to the nation's profoundly undemocratic election laws, requiring voters in
those states to cast write-in votes.  However, Nader's energetic and
principled candidacy will bring us closer to real labor law reform, national
health care, and a challenge to -  if not controls on - the power of the
multinational corporations. None of this will be achieved by voting for the
business-friendly candidates of the major parties.

Regardless of who wins in November, Nader's candidacy helps us shape the
debate and further build the movement for real change, at the polls and in
the streets. His candidacy can build upon the labor, environmental and
people's rights movements who came together in demonstrations against the
World Trade Organization, IMF and World Bank in Seattle and Washington in
the past year. Nader's candidacy can also help to create an interest in this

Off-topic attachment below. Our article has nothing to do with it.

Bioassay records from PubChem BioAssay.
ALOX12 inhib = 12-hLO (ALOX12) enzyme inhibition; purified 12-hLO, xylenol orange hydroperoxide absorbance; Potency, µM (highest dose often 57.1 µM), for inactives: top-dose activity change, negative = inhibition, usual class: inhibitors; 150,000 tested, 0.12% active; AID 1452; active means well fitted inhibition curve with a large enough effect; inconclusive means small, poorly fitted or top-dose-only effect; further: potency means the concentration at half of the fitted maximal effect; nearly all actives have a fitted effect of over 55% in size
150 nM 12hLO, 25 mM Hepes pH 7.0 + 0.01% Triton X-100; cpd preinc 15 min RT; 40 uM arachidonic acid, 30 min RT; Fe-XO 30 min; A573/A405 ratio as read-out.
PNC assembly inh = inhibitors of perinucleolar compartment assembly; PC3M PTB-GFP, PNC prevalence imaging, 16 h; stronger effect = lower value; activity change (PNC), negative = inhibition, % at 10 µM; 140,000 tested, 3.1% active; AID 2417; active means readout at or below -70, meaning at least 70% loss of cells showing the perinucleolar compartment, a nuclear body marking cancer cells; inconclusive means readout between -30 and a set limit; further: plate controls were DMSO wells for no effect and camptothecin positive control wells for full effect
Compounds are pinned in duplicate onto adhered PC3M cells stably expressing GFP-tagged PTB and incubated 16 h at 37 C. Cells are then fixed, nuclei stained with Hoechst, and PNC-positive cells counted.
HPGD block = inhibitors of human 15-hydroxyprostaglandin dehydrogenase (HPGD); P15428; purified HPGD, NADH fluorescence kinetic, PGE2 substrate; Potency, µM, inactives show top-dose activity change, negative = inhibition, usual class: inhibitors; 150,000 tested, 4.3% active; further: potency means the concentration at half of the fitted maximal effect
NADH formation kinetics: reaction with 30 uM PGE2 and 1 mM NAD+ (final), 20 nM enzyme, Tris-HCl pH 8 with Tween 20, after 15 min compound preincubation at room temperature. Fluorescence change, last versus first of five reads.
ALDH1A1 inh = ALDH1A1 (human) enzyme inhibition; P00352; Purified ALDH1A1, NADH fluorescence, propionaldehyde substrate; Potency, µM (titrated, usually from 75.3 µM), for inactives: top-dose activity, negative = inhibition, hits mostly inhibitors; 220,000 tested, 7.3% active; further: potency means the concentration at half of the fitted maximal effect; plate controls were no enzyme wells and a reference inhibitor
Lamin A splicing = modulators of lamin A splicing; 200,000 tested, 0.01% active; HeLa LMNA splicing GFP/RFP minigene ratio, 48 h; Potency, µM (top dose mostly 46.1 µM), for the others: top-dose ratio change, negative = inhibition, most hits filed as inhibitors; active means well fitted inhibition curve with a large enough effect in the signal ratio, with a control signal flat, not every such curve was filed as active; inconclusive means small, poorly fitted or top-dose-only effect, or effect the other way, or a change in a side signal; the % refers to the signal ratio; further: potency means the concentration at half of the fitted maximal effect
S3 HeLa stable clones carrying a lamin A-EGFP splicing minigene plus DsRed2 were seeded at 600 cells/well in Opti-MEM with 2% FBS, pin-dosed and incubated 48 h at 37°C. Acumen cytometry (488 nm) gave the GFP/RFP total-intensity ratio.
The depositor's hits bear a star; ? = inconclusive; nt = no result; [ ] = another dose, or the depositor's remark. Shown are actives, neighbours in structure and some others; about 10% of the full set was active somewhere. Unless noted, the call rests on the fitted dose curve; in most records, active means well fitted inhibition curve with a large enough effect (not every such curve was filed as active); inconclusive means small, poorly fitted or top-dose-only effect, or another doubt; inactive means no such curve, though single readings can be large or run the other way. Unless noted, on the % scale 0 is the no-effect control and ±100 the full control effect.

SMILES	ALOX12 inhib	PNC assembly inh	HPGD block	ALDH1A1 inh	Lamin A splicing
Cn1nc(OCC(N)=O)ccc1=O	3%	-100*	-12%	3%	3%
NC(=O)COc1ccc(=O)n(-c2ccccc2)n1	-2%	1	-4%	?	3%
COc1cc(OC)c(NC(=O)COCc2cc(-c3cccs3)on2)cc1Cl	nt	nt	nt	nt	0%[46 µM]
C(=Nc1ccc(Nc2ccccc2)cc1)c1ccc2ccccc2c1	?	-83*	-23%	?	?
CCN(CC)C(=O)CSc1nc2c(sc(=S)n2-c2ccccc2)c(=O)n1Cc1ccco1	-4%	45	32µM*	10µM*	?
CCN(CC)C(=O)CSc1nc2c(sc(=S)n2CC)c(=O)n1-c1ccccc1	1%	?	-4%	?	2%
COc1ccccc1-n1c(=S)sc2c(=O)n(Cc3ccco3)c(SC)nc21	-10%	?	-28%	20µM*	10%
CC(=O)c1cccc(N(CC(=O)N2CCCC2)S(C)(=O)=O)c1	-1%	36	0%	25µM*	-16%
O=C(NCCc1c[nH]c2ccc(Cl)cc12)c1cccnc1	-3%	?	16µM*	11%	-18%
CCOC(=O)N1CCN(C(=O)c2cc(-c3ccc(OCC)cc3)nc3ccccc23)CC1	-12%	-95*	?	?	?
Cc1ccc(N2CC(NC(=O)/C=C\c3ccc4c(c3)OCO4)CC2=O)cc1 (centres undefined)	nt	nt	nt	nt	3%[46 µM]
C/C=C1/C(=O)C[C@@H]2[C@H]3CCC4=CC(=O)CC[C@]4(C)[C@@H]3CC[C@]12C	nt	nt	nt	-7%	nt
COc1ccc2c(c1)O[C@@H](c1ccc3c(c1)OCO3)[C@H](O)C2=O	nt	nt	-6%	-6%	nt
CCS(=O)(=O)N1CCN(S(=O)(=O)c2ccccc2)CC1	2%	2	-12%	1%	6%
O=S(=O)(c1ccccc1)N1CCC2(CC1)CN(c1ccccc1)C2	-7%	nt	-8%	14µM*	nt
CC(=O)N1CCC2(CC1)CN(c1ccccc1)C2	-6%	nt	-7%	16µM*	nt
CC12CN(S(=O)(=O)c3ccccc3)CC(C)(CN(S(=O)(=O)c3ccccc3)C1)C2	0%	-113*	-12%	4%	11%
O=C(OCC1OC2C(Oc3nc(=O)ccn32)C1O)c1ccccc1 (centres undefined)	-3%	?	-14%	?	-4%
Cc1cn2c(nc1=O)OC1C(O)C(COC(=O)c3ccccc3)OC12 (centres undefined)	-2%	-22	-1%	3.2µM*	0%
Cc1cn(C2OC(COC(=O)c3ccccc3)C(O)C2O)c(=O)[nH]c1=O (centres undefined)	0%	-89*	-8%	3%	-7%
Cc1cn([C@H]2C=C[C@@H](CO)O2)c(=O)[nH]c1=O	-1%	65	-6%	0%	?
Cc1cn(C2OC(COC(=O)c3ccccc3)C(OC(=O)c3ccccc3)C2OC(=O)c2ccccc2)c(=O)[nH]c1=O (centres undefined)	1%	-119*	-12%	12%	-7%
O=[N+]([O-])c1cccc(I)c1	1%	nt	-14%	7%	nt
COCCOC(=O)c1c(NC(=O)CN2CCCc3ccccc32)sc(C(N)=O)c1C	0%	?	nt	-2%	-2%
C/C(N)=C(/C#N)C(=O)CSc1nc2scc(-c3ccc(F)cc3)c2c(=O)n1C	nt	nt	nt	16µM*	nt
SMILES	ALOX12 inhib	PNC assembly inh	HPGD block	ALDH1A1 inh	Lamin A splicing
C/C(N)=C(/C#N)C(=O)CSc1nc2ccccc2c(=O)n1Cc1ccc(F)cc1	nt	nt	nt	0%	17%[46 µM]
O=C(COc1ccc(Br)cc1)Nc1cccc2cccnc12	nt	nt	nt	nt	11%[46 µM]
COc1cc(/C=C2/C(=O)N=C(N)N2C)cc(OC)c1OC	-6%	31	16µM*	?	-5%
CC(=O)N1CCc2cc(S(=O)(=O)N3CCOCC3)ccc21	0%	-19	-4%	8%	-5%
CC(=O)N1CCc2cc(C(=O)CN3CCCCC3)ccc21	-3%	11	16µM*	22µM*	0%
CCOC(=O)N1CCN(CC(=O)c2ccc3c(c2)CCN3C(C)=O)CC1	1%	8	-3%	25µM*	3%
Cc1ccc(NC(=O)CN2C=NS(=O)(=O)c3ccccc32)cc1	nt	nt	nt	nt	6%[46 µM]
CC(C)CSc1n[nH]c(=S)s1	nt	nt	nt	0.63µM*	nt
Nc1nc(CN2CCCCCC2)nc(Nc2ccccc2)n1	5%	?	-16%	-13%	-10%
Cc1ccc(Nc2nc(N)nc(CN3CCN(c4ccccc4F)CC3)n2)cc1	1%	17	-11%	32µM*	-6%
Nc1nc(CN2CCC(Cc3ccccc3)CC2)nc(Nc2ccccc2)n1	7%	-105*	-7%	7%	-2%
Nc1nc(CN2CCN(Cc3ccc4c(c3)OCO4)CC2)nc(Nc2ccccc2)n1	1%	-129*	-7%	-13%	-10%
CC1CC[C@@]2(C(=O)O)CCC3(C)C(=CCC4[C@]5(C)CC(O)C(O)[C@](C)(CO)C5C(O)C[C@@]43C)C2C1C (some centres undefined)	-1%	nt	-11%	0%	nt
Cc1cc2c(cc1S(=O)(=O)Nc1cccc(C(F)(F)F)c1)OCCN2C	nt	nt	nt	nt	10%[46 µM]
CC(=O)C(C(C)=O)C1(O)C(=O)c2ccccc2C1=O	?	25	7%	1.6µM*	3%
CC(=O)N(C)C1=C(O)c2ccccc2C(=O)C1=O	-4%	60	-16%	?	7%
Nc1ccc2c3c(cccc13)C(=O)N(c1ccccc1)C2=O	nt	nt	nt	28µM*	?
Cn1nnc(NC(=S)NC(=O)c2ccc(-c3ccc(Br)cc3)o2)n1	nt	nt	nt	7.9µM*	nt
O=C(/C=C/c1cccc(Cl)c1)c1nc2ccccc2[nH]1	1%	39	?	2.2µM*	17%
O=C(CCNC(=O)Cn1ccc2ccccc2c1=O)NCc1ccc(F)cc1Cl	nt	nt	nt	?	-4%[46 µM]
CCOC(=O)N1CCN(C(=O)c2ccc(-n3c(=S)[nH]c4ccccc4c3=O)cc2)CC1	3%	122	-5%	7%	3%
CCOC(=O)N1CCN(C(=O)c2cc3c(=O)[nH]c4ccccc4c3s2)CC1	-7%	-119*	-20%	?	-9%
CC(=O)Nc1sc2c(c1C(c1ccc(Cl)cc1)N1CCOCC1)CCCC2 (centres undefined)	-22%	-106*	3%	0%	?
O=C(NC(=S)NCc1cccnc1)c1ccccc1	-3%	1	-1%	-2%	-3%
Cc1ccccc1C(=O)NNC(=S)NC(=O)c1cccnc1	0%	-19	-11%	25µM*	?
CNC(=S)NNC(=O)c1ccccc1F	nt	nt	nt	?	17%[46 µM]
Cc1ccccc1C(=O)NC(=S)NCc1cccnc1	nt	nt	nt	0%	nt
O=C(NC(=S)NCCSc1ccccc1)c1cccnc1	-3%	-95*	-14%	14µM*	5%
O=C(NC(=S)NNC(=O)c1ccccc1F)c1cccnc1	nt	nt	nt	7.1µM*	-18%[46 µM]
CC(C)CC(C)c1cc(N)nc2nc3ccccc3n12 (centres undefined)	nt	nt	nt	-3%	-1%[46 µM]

election and bring out votes needed in crucial House, Senate and state

If we're serious about developing the political independence of the working
class, we believe the wasted vote in this election would be for pro-business
Democrats and Republicans.  As Ralph Nader himself told the 1998 Labor Party
convention, as long as the labor movement is content to settle for crumbs,
we're not even going to get crumbs.

Last year, as has been the case for years, a UE convention resolution urged
the union's membership to "actively support candidates for political office
who have demonstrated a commitment to the needs of working people and
organized labor."  Ralph Nader is such a candidate.


1. Endorses Ralph Nader for President;

2. Urges UE members to actively support the Nader campaign, and make use
of the campaign to publicize issues critical to working people, such as
the need for real health care reform, labor law reform, new trade policies
and a government policy that supports our public-sector workforce;

3. Urges UE members to register to vote and fully
participate in the 2000 election, giving their support to pro-labor
candidates, where they exist, for other offices.